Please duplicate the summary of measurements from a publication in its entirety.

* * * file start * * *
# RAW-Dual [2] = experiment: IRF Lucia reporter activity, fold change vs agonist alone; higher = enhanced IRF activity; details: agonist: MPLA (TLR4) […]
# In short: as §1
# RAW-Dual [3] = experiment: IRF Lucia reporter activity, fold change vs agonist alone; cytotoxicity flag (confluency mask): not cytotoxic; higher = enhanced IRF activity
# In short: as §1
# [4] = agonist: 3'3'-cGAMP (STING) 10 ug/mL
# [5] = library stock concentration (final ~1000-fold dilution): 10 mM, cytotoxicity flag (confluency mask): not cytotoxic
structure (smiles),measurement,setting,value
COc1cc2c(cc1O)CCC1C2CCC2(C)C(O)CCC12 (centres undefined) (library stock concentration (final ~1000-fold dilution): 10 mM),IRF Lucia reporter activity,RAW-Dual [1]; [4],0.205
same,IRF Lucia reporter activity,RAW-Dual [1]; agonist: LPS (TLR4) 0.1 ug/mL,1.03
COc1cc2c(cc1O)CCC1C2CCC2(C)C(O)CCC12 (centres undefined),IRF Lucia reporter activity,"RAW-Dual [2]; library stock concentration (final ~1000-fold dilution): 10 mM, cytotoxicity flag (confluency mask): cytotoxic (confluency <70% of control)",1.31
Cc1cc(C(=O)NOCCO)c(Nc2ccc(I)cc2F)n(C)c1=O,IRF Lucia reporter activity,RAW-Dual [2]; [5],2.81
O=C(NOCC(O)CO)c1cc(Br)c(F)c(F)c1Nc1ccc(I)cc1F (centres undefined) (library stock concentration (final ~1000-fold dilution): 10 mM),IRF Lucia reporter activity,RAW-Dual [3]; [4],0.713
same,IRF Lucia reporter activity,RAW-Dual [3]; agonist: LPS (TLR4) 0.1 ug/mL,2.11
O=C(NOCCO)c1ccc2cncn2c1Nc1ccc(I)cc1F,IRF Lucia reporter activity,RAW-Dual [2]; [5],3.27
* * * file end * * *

# RAW-Dual [2] = experiment: IRF Lucia reporter activity, fold change vs agonist alone; higher = enhanced IRF activity; details: agonist: MPLA (TLR4) […]
# In short: as §1
# RAW-Dual [3] = experiment: IRF Lucia reporter activity, fold change vs agonist alone; cytotoxicity flag (confluency mask): not cytotoxic; higher = enhanced IRF activity
# In short: as §1
# [4] = agonist: 3'3'-cGAMP (STING) 10 ug/mL
# [5] = library stock concentration (final ~1000-fold dilution): 10 mM, cytotoxicity flag (confluency mask): not cytotoxic
structure (smiles),measurement,setting,value
COc1cc2c(cc1O)CCC1C2CCC2(C)C(O)CCC12 (centres undefined) (library stock concentration (final ~1000-fold dilution): 10 mM),IRF Lucia reporter activity,RAW-Dual [1]; [4],0.205
same,IRF Lucia reporter activity,RAW-Dual [1]; agonist: LPS (TLR4) 0.1 ug/mL,1.03
COc1cc2c(cc1O)CCC1C2CCC2(C)C(O)CCC12 (centres undefined),IRF Lucia reporter activity,"RAW-Dual [2]; library stock concentration (final ~1000-fold dilution): 10 mM, cytotoxicity flag (confluency mask): cytotoxic (confluency <70% of control)",1.31
Cc1cc(C(=O)NOCCO)c(Nc2ccc(I)cc2F)n(C)c1=O,IRF Lucia reporter activity,RAW-Dual [2]; [5],2.81
O=C(NOCC(O)CO)c1cc(Br)c(F)c(F)c1Nc1ccc(I)cc1F (centres undefined) (library stock concentration (final ~1000-fold dilution): 10 mM),IRF Lucia reporter activity,RAW-Dual [3]; [4],0.713
same,IRF Lucia reporter activity,RAW-Dual [3]; agonist: LPS (TLR4) 0.1 ug/mL,2.11
O=C(NOCCO)c1ccc2cncn2c1Nc1ccc(I)cc1F,IRF Lucia reporter activity,RAW-Dual [2]; [5],3.27